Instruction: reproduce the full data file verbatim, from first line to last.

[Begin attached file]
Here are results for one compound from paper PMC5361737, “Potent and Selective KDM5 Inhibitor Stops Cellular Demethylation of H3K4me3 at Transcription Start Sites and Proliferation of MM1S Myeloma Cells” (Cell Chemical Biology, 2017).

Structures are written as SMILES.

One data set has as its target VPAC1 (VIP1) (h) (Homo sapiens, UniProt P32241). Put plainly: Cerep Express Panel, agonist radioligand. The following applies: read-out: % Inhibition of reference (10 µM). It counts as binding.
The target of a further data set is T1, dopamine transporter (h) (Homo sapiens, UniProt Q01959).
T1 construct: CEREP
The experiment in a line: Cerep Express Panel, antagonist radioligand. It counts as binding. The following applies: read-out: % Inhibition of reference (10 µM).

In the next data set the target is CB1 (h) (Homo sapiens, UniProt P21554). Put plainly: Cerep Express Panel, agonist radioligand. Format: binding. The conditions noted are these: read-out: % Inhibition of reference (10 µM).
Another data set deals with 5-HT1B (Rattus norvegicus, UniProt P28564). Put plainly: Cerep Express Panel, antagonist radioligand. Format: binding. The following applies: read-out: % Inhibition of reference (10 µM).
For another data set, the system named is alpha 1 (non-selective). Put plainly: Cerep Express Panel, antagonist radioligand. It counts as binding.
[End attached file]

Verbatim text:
Here are results for one compound from paper PMC5361737, “Potent and Selective KDM5 Inhibitor Stops Cellular Demethylation of H3K4me3 at Transcription Start Sites and Proliferation of MM1S Myeloma Cells” (Cell Chemical Biology, 2017).

Structures are written as SMILES.

One data set has as its target VPAC1 (VIP1) (h) (Homo sapiens, UniProt P32241). Put plainly: Cerep Express Panel, agonist radioligand. The following applies: read-out: % Inhibition of reference (10 µM). It counts as binding.
The target of a further data set is T1, dopamine transporter (h) (Homo sapiens, UniProt Q01959).
T1 construct: CEREP
The experiment in a line: Cerep Express Panel, antagonist radioligand. It counts as binding. The following applies: read-out: % Inhibition of reference (10 µM).

In the next data set the target is CB1 (h) (Homo sapiens, UniProt P21554). Put plainly: Cerep Express Panel, agonist radioligand. Format: binding. The conditions noted are these: read-out: % Inhibition of reference (10 µM).
Another data set deals with 5-HT1B (Rattus norvegicus, UniProt P28564). Put plainly: Cerep Express Panel, antagonist radioligand. Format: binding. The following applies: read-out: % Inhibition of reference (10 µM).
For another data set, the system named is alpha 1 (non-selective). Put plainly: Cerep Express Panel, antagonist radioligand. It counts as binding.